I hold the phone in my hand for a long time before I dial your number. It rings four times before you answer breathlessly, "Hello?"
"Hi…it's me," I say. In the background, there's a guy talking. His voice is low and gravelly and I can't quite catch what he's saying. Before you reply, I hear you giggling, and when you speak to me you're still breathless. "Hey Lora…listen…this isn't really a good time…" Your voice trails off, and I get your meaning quite clearly. "Sorry," I mutter, and hang up without saying goodbye.
I get into bed and curl up on my side under the covers, trying to ignore the dull force of my stomachache. I won't cry…I shove my thumbs against my eyelids hard and tell myself I am numb. I don't want to think about you being with a guy, happy and having fun, while I'm here in my room on a Friday night, unable to deal with the fact that you have a closeness with someone else you haven't shared with me.
Not that I want to have sex with you; that's not what I mean at all. It's just that we knew every part of each other's soul and I never thought I could have that with anyone else…but I guess you don't feel the same way. I stare at the phone for a while, willing it to ring. I imagine you sending your guy home and calling me back, knowing that a friend in need is more important than anything. You apologize and I tell you what's going on and you know just what advice to give me.
I lay there for a while, just dozing—not really sleeping but not totally awake either. At last I regain some semblance of consciousness and sit up. It's 7:45. I should wash my face and stuff if I'm going to sleep…but I can't make myself move. I stare at myself in the mirror across the room. My hair is dirty and my eyes are puffy from sleep. I should take a shower and call Seth back. I should do the dishes and send Mara to her room to do homework.
I should go back to sleep. So I do.
On Monday morning, I force myself to take a shower, blow-dry my hair, and put on the cleanest clothes I can find. I also sort the laundry, intending to wash some clothes after school. I've even done my homework, and this has been the second-worst weekend of my life (the worst, of course, being when you moved). I have not talked to anyone except my family since I called you Friday night. Today, I do not listen to music on the bus. I stare out the window and think about what homeroom might be like today. I consider skipping it, just so I don't have to see him. I both want it and dread it, the moment when I see whether or not he smiles at me.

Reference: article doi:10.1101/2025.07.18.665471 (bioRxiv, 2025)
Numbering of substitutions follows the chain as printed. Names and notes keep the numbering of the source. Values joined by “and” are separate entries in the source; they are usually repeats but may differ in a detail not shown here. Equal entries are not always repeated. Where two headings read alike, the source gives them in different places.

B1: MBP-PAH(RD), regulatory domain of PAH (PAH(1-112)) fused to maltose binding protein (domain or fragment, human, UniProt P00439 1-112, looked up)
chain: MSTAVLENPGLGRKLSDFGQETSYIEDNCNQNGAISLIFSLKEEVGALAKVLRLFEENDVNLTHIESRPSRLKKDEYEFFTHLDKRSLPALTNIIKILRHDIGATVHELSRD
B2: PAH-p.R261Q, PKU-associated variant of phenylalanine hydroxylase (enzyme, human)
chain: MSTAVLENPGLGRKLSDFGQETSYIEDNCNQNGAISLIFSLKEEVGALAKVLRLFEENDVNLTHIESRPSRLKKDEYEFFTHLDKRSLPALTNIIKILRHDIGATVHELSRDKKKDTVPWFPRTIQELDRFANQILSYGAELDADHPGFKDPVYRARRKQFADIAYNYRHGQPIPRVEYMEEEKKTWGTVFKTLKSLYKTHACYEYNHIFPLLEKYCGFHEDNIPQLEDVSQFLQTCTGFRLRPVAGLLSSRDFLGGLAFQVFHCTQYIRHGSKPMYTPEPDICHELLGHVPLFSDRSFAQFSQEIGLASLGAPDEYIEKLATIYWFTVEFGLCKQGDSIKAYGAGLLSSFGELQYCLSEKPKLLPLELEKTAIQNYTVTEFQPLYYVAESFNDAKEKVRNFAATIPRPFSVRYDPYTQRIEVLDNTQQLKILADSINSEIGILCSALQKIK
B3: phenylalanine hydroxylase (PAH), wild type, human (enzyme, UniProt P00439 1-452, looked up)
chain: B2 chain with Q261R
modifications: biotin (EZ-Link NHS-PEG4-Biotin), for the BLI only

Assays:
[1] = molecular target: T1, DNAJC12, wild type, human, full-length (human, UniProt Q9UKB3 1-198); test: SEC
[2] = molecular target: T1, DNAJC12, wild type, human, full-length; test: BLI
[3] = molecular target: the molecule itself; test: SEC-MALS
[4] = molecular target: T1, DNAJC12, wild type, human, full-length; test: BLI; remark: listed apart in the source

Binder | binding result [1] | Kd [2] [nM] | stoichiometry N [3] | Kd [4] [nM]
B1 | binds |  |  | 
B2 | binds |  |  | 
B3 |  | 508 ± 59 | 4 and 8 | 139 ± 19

I don't need to wait until homeroom, because he's standing in front of my locker, waiting for me. "Lora," he says. He doesn't smile, and neither do I, but the look in his eyes is kind. "Half the time you're friendly and the other half you just seem like you want me to go away. Is there something I should know?"
He's a very articulate guy, really. More articulate even than I am, I realize. I want to tell him that I'm scared of feeling anything for him, but I just shrug. "No…I'm sorry I couldn't meet you anywhere on Friday." The extra words are a peace offering—I would've preferred to give a simple "No."
He smiles. "Are you going to the game tonight?"
I wasn't planning on it, but I know he wants me to say yes, so I nod. "Are you?"
One corner of his mouth twitches into an even bigger smile. "I am now."
Because I have no particular interest in basketball, I buy a plate of nachos and sit in the hall. I peeked into the gym, but didn't see you among the fans there. You don't seem like the basketball-loving type, either, and I wonder why you wanted to hang out here. There's a pen lying on the floor a few feet away. I grab it and, rolling up my pant leg a few inches, begin to sketch a phoenix on my ankle—a bird rising from flames. It's an image I've always liked.